Long ago when Gangnam became the center of Seoul’s development, the churches rushed in, and much of the same happened in Bundang and Ilsan, as is happening now in Sejong City. People equated church buildings with a propensity for growth. But that is no longer the case.
To pay off their mortgages, churches institute “building offerings” - envelopes dedicated to raising money for the new structures. But they also need more members, and many churchgoers feel burdened by the obligation.
“A lot of parishioners leave a church when it makes the decision to construct its own building,” said Hwang.
It often causes an uproar when a church takes to building a bigger, better sanctuary. In the last two years, one of the biggest churches in Seoul, Sarang Community Church, has come under attack for building a new church that connects directly to Seocho Station - such a prime location that many wonder how the church pulled it off.
Then there was the ethical dilemma over whether a church should be so materialistic in its building.
“It’s becoming impossible to carry on the cycle of building a new church, attract more followers and then pay back the loan,” said Hwang.
Rather than bringing people in, the new buildings drive people away.
“The burden to give not only affects parishioners financially, but also their faith,” said Bae Jong-suk, head of the Christian Management Review.
“There has been a significant decrease in the number of new Christians who are school-aged,” Hwang said. “Usually young believers take up a large portion of the church census, so this is a serious matter.”
Some banks are taking a stricter approach to lending to churches. After the economy and real estate market took a turn for the worse in 2009, Nonghyup toughened the requirements for loan applications. And rather than counting on churches’ cash flow, it started re-evaluating properties owned by the debtors.
“Normally we rely on regular income like tithes, but because of the recession this amount has decreased significantly,” said one bank assessor.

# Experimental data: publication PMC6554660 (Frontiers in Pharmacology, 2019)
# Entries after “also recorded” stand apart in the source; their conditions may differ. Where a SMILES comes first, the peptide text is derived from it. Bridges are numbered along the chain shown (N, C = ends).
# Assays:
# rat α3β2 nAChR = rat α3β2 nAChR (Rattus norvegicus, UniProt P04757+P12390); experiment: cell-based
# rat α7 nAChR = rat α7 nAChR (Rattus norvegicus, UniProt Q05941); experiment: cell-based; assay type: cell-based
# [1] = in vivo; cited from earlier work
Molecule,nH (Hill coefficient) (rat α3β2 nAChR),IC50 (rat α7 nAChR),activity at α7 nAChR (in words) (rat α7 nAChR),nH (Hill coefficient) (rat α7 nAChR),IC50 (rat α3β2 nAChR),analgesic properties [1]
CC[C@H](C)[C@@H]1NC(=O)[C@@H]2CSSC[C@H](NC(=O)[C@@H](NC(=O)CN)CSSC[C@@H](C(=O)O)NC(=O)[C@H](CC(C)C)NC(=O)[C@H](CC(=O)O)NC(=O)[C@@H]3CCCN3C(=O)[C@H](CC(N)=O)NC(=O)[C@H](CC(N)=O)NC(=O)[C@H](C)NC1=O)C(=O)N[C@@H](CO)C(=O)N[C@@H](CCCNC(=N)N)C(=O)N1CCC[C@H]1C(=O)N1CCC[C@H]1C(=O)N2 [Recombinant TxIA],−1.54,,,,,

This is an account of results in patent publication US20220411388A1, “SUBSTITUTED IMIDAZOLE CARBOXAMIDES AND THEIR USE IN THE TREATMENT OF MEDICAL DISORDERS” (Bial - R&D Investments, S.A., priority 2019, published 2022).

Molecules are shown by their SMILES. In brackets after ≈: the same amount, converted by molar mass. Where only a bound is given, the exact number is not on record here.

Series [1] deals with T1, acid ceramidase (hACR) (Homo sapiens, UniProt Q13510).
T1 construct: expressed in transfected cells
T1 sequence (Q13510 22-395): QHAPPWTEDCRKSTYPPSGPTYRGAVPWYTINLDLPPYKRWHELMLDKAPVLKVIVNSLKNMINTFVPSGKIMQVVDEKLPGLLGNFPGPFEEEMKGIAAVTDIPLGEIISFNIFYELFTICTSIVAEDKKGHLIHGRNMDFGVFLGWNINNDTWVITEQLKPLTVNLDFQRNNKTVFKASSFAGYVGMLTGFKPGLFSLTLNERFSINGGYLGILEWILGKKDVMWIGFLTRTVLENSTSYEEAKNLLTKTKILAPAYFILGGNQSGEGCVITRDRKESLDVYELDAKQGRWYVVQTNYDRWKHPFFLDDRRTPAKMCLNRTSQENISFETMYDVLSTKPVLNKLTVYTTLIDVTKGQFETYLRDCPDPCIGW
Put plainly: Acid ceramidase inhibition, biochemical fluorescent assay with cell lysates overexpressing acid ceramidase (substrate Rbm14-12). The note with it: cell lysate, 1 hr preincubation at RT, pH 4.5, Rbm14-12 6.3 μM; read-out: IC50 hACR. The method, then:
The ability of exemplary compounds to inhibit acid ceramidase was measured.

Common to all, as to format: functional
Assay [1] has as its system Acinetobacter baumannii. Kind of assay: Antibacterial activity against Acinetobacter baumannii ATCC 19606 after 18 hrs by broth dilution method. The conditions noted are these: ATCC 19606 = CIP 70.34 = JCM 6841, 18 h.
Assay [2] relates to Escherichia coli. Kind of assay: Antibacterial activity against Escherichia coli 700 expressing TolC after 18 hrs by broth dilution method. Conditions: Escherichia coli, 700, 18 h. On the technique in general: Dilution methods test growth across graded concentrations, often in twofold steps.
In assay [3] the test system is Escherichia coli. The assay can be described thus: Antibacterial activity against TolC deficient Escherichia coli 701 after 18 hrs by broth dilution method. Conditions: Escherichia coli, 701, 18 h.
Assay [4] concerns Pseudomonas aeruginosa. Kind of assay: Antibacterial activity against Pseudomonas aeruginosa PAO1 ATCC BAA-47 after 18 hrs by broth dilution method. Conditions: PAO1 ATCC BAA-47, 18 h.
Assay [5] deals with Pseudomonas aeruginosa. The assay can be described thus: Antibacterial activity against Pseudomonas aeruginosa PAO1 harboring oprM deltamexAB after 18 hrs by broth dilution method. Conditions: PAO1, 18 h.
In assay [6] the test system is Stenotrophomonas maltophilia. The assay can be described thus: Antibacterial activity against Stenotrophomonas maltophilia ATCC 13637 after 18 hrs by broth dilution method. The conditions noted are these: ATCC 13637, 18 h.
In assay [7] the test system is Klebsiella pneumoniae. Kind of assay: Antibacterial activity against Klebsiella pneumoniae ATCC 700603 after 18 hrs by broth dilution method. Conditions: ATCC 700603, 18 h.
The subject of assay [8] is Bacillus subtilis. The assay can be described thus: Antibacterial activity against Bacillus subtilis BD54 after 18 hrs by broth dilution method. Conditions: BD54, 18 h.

Banks are also pickier with collateral. For example, a church’s location is important in the bank’s decision.
The case of Choongsung Church illustrates this point.
“Choongsung Church is too big and located outside the city, which means there is less demand for it,” said Lee Young-jin, a representative at Godon Realty Partners.
He added that another problem is that, because of their design, religious buildings can almost only be bought by another religious organization or perhaps a company looking for a training facility. “Otherwise there is no use for such a building,” Lee said.
According to the real estate website Taein.co.kr, there is an increase in the number of religious buildings being put up for auction each year. In 2008, there were 181 properties up for sale, 227 in 2009, 299 in 2010 and a slight decrease to 251 in 2011.
But last year the number rose to 312, and so far in 2013, as of the end of last month, there were 298 - that’s 50 more than at the same time last year.
Of the properties by religious organizations that go to auction, churches make up 70 to 80 percent. But the chance anyone will want to buy them is just 15 to 19 percent.
“Religious facilities are hard to remodel and costly to upkeep,” said Lee. “Even if you snap it up for cheap, the cost that comes into altering the structure is substantial, which means that the most likely buyers are other religious organizations.”
BY HONG JOO-HEE AND CARLA SUNWOO [firstname.lastname@example.org]